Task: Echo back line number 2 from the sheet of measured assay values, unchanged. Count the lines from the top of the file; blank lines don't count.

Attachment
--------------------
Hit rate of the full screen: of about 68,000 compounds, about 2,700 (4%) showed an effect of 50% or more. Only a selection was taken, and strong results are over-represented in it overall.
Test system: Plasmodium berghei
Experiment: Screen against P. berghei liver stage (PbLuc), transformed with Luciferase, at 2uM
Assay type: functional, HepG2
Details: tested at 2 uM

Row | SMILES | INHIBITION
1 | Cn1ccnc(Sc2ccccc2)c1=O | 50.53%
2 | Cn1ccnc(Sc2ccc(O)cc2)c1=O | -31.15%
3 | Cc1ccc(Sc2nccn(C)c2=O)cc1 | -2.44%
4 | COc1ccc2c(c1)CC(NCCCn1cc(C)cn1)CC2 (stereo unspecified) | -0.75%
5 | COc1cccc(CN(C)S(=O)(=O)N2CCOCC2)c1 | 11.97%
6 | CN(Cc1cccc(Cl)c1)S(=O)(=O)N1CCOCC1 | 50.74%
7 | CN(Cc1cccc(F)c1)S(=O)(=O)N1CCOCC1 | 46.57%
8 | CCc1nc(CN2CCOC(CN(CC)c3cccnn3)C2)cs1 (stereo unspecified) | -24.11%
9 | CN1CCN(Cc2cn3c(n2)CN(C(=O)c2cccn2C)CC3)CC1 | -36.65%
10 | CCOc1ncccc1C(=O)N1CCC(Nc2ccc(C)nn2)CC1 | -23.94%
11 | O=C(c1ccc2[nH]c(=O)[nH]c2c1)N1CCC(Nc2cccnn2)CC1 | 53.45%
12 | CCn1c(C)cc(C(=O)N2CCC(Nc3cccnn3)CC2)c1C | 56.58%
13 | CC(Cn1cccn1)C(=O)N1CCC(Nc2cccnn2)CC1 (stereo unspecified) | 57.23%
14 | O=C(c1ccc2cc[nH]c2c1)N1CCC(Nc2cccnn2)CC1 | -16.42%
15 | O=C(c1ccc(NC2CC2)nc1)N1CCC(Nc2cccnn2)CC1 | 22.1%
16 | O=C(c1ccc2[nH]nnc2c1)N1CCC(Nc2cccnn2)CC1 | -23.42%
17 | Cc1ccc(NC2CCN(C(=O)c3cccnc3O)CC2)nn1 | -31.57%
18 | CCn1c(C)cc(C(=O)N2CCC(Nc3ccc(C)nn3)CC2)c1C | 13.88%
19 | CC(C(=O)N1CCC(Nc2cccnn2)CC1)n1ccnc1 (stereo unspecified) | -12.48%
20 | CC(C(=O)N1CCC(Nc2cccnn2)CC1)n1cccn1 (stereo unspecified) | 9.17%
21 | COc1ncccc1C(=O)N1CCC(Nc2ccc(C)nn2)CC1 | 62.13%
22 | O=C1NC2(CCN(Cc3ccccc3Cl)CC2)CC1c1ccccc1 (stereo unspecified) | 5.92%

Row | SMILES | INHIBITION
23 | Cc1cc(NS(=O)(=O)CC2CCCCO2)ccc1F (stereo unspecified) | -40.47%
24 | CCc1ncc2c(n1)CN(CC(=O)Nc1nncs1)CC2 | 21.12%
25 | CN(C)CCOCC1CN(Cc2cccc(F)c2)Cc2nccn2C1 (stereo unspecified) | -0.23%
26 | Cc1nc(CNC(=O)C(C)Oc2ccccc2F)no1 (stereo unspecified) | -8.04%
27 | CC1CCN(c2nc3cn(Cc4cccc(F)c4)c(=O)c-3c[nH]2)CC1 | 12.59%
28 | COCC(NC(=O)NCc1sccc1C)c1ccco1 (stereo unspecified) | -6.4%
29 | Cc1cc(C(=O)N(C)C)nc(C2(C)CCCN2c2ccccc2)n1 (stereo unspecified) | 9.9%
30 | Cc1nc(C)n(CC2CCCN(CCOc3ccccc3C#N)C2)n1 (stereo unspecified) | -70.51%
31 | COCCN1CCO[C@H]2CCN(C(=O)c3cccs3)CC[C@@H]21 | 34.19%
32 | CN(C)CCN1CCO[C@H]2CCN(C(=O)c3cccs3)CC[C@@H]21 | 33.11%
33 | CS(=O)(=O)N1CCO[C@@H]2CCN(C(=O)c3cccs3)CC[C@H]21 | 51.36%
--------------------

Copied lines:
Test system: Plasmodium berghei